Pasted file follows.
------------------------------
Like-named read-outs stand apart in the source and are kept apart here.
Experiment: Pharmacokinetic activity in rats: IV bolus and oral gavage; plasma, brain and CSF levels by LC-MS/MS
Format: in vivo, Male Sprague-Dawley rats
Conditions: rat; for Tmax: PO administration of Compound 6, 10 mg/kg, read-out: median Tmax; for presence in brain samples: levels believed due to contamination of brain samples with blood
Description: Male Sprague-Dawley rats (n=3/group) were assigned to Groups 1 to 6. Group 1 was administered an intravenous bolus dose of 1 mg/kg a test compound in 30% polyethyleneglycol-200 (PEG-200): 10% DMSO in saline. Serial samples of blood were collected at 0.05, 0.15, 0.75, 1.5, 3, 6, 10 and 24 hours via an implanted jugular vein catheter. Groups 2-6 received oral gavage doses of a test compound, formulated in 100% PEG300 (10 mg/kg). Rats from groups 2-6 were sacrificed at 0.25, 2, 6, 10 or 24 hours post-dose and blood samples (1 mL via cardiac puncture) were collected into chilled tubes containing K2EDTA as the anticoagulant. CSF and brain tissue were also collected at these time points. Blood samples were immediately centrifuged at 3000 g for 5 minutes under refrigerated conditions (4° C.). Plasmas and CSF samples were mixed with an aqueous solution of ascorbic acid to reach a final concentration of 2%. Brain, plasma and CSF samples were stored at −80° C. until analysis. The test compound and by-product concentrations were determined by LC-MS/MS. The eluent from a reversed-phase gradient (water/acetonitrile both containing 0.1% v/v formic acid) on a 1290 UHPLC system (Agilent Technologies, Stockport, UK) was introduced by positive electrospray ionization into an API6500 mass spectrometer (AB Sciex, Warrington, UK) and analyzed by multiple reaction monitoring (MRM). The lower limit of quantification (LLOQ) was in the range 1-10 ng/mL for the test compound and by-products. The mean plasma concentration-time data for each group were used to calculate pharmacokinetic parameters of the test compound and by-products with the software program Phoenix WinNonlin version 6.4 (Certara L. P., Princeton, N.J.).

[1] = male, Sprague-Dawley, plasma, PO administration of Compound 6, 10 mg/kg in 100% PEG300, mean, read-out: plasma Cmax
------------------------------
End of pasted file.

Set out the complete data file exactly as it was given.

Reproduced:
Like-named read-outs stand apart in the source and are kept apart here.
Experiment: Pharmacokinetic activity in rats: IV bolus and oral gavage; plasma, brain and CSF levels by LC-MS/MS
Format: in vivo, Male Sprague-Dawley rats
Conditions: rat; for Tmax: PO administration of Compound 6, 10 mg/kg, read-out: median Tmax; for presence in brain samples: levels believed due to contamination of brain samples with blood
Description: Male Sprague-Dawley rats (n=3/group) were assigned to Groups 1 to 6. Group 1 was administered an intravenous bolus dose of 1 mg/kg a test compound in 30% polyethyleneglycol-200 (PEG-200): 10% DMSO in saline. Serial samples of blood were collected at 0.05, 0.15, 0.75, 1.5, 3, 6, 10 and 24 hours via an implanted jugular vein catheter. Groups 2-6 received oral gavage doses of a test compound, formulated in 100% PEG300 (10 mg/kg). Rats from groups 2-6 were sacrificed at 0.25, 2, 6, 10 or 24 hours post-dose and blood samples (1 mL via cardiac puncture) were collected into chilled tubes containing K2EDTA as the anticoagulant. CSF and brain tissue were also collected at these time points. Blood samples were immediately centrifuged at 3000 g for 5 minutes under refrigerated conditions (4° C.). Plasmas and CSF samples were mixed with an aqueous solution of ascorbic acid to reach a final concentration of 2%. Brain, plasma and CSF samples were stored at −80° C. until analysis. The test compound and by-product concentrations were determined by LC-MS/MS. The eluent from a reversed-phase gradient (water/acetonitrile both containing 0.1% v/v formic acid) on a 1290 UHPLC system (Agilent Technologies, Stockport, UK) was introduced by positive electrospray ionization into an API6500 mass spectrometer (AB Sciex, Warrington, UK) and analyzed by multiple reaction monitoring (MRM). The lower limit of quantification (LLOQ) was in the range 1-10 ng/mL for the test compound and by-products. The mean plasma concentration-time data for each group were used to calculate pharmacokinetic parameters of the test compound and by-products with the software program Phoenix WinNonlin version 6.4 (Certara L. P., Princeton, N.J.).

[1] = male, Sprague-Dawley, plasma, PO administration of Compound 6, 10 mg/kg in 100% PEG300, mean, read-out: plasma Cmax